Asleep at the Wheel

Employees who work night shifts, long hours or more than one job run an increased risk of being in a sleep-induced crash. Training these workers to prevent driver fatigue can help keep them out of jeopardy.

To tell you the truth, I thought I was fine." This is what 29-year-old Jamie Summerlin told police and researchers at the University of North Carolina (UNC) Highway Safety Research Center after she dozed off behind the wheel of her car, sending it veering across the median of the road and smashing into a parked truck on the opposite side of the street.

Summerlin, a third-shift worker at a plastic manufacturing company in Harrisburg, N.C., was making her daily 27-mile commute home. She recalls feeling sleepy prior to the crash and pulling into a restaurant parking lot where she slept for a few minutes before deciding she felt clear-headed enough to drive home.

"I went about three blocks, turned right, and I can't tell you anything from there. That's when I had the wreck," she told researchers.

At the time of the accident, Summerlin was working several extra hours per week and attributes working third shift as the primary cause of her exhaustion. "It doesn't matter how much sleep you get on third shift, you're still sleepy and exhausted. Your body's not used to something like that, and it just can't get used to it."

Summerlin, who now works first shift, told researchers her crash experience often makes her wonder about the physical condition of other drivers on the road. "Now whenever I'm going to work, I wonder who is getting off work and may be in the same condition I was in that morning. It's something to think about."

The National Highway Traffic Safety Administration (NHTSA) agrees. Experts believe driver fatigue ranks higher than driver misbehavior, inattention and even poor judgment as the most common cause of human error behind the wheel. Driving too fast, running off the road or out of the lane of traffic, and failing to yield the right-of-way are the top three crash-related factors cited by the Federal Motor Carrier Safety Administration.

Approximately 100,000 police-reported crashes involve drowsiness or fatigue as a principal causal factor each year. At least 71,000 people are injured in those crashes, costing U.S. consumers $12.5 billion annually.

Studies consistently correlate driver alertness and performance. Driver fatigue has particularly devastating consequences because of its ability to impair drivers from making sound, split-second and, often, life-saving decisions -- in most cases before they even have a chance to realize it.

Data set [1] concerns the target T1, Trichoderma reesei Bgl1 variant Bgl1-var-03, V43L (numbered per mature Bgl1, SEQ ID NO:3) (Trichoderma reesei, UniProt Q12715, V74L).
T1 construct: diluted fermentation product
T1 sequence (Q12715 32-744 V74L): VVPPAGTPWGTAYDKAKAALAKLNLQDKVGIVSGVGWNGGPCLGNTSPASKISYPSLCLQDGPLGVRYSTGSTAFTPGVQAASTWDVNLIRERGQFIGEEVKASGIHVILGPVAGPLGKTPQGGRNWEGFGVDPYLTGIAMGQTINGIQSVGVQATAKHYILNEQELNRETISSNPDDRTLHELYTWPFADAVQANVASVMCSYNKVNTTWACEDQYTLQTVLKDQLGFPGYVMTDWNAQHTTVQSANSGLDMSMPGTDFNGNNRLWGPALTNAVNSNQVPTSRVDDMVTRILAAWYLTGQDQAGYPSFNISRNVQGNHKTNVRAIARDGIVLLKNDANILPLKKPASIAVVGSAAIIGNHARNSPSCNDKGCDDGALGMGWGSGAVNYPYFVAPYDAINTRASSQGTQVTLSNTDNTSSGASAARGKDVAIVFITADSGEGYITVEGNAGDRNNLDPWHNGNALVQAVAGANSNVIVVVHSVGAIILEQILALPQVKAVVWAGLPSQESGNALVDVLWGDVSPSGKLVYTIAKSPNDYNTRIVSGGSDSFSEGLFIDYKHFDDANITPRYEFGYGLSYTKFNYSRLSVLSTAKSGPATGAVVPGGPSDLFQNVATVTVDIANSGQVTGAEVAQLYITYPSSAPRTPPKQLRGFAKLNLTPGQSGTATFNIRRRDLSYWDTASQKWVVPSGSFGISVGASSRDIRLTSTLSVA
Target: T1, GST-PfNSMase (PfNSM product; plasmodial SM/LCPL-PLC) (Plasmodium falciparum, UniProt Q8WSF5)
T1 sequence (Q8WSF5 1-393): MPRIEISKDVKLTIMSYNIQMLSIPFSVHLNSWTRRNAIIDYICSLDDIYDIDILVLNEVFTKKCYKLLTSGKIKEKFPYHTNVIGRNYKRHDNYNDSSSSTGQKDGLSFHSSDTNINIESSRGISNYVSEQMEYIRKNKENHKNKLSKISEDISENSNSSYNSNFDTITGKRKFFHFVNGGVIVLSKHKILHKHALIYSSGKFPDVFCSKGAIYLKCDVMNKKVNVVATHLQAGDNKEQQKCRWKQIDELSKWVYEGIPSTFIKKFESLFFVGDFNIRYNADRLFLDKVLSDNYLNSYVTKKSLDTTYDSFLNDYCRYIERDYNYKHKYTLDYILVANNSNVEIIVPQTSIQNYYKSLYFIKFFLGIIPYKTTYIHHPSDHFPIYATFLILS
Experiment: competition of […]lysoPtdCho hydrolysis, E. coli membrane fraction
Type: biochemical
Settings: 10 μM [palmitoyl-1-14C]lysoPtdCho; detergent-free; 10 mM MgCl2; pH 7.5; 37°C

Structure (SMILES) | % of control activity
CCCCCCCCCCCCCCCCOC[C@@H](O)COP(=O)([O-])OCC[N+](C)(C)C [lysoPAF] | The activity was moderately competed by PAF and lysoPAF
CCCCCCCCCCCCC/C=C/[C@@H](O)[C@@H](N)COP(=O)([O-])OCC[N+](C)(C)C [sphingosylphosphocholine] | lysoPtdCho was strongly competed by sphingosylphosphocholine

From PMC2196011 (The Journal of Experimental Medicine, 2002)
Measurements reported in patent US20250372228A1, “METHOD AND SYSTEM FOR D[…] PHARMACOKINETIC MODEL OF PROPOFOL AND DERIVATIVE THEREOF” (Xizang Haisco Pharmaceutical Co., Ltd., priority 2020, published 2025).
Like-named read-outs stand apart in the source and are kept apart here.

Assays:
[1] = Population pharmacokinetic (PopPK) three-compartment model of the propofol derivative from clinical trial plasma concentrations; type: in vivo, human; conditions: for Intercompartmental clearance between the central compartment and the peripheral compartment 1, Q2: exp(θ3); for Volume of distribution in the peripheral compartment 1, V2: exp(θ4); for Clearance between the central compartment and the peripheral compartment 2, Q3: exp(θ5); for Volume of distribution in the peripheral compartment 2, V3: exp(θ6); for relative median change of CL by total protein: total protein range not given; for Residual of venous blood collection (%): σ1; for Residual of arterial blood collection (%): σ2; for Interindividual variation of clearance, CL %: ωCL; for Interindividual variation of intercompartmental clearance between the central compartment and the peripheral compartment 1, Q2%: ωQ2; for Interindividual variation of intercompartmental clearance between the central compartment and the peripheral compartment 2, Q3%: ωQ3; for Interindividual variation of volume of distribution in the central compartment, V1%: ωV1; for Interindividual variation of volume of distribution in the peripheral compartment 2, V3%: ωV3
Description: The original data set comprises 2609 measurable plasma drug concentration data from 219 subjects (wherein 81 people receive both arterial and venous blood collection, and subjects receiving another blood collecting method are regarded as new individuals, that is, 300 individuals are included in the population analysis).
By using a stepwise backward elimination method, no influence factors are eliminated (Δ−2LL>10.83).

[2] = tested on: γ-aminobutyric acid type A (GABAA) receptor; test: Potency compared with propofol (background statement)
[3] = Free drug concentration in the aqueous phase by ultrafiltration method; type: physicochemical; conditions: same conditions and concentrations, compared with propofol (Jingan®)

One-fourth of the drivers involved in sleep-related crashes interviewed as part of a UNC study released in March said they had driven drowsy more than 10 times in the past year, and more than half reported not feeling even moderately drowsy before they crashed, according to Jean Wilkins, project co-investigator at the UNC School of Medicine.

"Driving while sleepy is not a new experience for many drivers. Many of them think that drowsy driving is no big deal. They think they can handle it, that they can force themselves to stay awake. But this just isn't true," Wilkins said. "Many of us would never think about driving drunk, but by driving when we're sleep-deprived, we put ourselves and others at risk of a crash that is as severe as, or more severe than, an alcohol-related crash."

In fact, another study released in May by researchers at the Stanford University Medical Center and the Washington University School of Medicine in St. Louis indicates that sleep, or lack there of, impacts reaction time and driving performance as much as alcohol, making sleep-deprived drivers one of the biggest hazards on the highways.

"This study demonstrates that driving while sleepy is at least as dangerous as, if not more dangerous than, driving while intoxicated," said Nelson Powell, MD, co-director of the Stanford Sleep Disorders Clinic and Research Center, located in Stanford, Calif.

As part of the study, published in the May issue of Laryngoscope, researchers studied 16 healthy, adult drivers to ascertain changes in reaction times and driving performance when they were either sleep-deprived or alcohol-impaired. During the first round of the study, participants drove a 1.4-mile General Motors performance course in Arizona while in a fully rested, nonsleepy state. On the course, drivers encountered several hazards and were judged, in part, by their reaction to them.

After the initial round, the volunteers were split into three groups to repeat the tests. The first group was tested after spending one night without sleep, the second after sleeping for no more than two hours for seven consecutive nights and the third after consuming alcohol.